When it comes to revolutionizing the health care industry and finding new ways to save lives, every medication or treatment has to start somewhere. Even here in 417-land, there are clinical trials being conducted to find the next advances in the industry to accelerate the development of medicines and nutritional products. QPS Bio-Kinetic, a drug development company founded in 1994, designs and conducts clinical studies for pharmaceutical, biotechnology, generic drug and nutraceutical companies.
How do clinical studies at a company like QPS work? In essence, QPS works directly with health care companies from all over the world to design a trial around a new product and study objectives, according to Angela Frizell, marketing coordinator at QPS.
“Once the study is decided, we submit the protocols and informed consent documents to our institutional review board, which reviews and approves the study,” she says. “The review board ensures we follow the required guidelines to ensure participant study. Once these documents are approved, our company begins the process of bringing in potential participants.”
After QPS approves participants who meet the criteria, those taking part in the clinical trial are under observation while QPS records data about how it works to test the drug’s performance.
A lot of times, people jump to the conclusion that only younger, college-age students are testing these products. But, according to Frizell, the participants are varied, so that many different types of clinical trial data can be collected.
“That’s the stereotype we are trying to fight against,” Frizell says. “We’ve got various populations of participants. We have people who are older, younger and all demographics.”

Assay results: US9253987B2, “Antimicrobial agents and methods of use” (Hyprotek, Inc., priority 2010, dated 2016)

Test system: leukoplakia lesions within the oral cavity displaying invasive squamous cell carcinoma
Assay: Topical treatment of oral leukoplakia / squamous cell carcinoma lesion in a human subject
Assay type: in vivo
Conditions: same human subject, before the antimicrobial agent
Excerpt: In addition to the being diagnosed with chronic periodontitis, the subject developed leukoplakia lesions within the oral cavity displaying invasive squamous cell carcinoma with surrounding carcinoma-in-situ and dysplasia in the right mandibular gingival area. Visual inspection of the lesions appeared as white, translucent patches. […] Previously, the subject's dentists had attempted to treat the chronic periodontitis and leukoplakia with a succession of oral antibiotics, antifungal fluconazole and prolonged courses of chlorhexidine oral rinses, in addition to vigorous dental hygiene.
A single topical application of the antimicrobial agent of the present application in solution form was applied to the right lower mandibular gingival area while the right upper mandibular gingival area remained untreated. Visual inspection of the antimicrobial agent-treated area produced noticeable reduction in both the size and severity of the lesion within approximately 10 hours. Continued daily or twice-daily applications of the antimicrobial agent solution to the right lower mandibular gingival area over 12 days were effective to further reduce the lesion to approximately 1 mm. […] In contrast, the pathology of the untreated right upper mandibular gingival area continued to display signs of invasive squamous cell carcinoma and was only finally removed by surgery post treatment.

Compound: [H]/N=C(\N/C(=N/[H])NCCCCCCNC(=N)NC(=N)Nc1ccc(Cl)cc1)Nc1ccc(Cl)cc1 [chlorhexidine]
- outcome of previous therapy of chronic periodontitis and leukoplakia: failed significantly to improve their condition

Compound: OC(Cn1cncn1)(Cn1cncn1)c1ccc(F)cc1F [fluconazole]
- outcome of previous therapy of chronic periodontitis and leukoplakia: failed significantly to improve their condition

What do participants get out of helping with the trial? They sign consent forms to participate in whatever tests are part of the trial—if they meet all health criteria for the trial they sign up for—and then they receive stipend money from QPS. Frizell says clients use this money for many things from donating to a specific cause to helping pay for their education.
The QPS in Springfield is one of six sites located around the world. So, why the Queen City? Brendon Bourg, vice president and general manager of QPS Springfield, says it’s all because of the great trial participants in the area.
According to Bourg, since QPS was founded in 1994, the company has put more than $32 million back into the Springfield area economy through stipends paid to participants through clinical trials.
“Most of our major competitors have sites in cities with 3 to 4 million people,” he says. “But at our site, we still have a huge population of volunteers and participants. We also have alumni, people who keep coming back to continue to work with our studies. We’ve been very blessed in Springfield.”
Ethics is an important part of every study, not only so that participants can feel safe and know they are part of proper research, but also so each trial can be valid and help the companies QPS conducts studies for, according to Robin Lee, who handles project management.
Because QPS has had such success in the Springfield area, recently the company was able to upgrade the five clinics.
Upgrades to the 6,000-square-foot clinic include a new clinic layout, upgraded technology and seating for participants along with an entirely renovated lab complete with updated electronic data capture (EDC) equipment to collect clinical trial data electronically, according to Frizell.
Additionally, QPS added an exterior private pavilion for research trials that require seclusion and 60 beds making the total bed capacity at QPS Bio-Kinetic 240. The company also brought in treadmills, weight machines and testing equipment unique to exercise and nutritional-specific studies.
Through every trial QPS conducts, the company looks for participants from Springfield. However, more than that, QPS also aims to advance the industries of biotechnology and generic drugs and to help other nutraceutical companies.